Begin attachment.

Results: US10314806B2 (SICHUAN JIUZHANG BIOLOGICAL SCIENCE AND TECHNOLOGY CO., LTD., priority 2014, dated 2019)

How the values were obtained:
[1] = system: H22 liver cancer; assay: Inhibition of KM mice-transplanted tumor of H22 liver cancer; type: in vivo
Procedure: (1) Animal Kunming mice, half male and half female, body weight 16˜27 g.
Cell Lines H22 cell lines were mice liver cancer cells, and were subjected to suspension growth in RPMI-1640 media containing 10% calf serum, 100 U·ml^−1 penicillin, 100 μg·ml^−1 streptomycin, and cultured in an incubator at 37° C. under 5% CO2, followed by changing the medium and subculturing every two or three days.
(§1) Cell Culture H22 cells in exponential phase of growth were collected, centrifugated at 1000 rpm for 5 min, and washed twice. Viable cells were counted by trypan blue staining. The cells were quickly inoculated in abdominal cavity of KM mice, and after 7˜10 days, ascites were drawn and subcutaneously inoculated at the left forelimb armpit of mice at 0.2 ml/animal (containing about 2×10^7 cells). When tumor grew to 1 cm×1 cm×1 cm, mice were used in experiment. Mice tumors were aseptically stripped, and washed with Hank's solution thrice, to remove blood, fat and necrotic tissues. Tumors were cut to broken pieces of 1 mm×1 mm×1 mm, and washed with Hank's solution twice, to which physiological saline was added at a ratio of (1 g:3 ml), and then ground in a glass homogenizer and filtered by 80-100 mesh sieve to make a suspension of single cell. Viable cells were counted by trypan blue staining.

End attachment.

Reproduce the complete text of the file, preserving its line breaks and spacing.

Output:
Results: US10314806B2 (SICHUAN JIUZHANG BIOLOGICAL SCIENCE AND TECHNOLOGY CO., LTD., priority 2014, dated 2019)

How the values were obtained:
[1] = system: H22 liver cancer; assay: Inhibition of KM mice-transplanted tumor of H22 liver cancer; type: in vivo
Procedure: (1) Animal Kunming mice, half male and half female, body weight 16˜27 g.
Cell Lines H22 cell lines were mice liver cancer cells, and were subjected to suspension growth in RPMI-1640 media containing 10% calf serum, 100 U·ml^−1 penicillin, 100 μg·ml^−1 streptomycin, and cultured in an incubator at 37° C. under 5% CO2, followed by changing the medium and subculturing every two or three days.
(§1) Cell Culture H22 cells in exponential phase of growth were collected, centrifugated at 1000 rpm for 5 min, and washed twice. Viable cells were counted by trypan blue staining. The cells were quickly inoculated in abdominal cavity of KM mice, and after 7˜10 days, ascites were drawn and subcutaneously inoculated at the left forelimb armpit of mice at 0.2 ml/animal (containing about 2×10^7 cells). When tumor grew to 1 cm×1 cm×1 cm, mice were used in experiment. Mice tumors were aseptically stripped, and washed with Hank's solution thrice, to remove blood, fat and necrotic tissues. Tumors were cut to broken pieces of 1 mm×1 mm×1 mm, and washed with Hank's solution twice, to which physiological saline was added at a ratio of (1 g:3 ml), and then ground in a glass homogenizer and filtered by 80-100 mesh sieve to make a suspension of single cell. Viable cells were counted by trypan blue staining.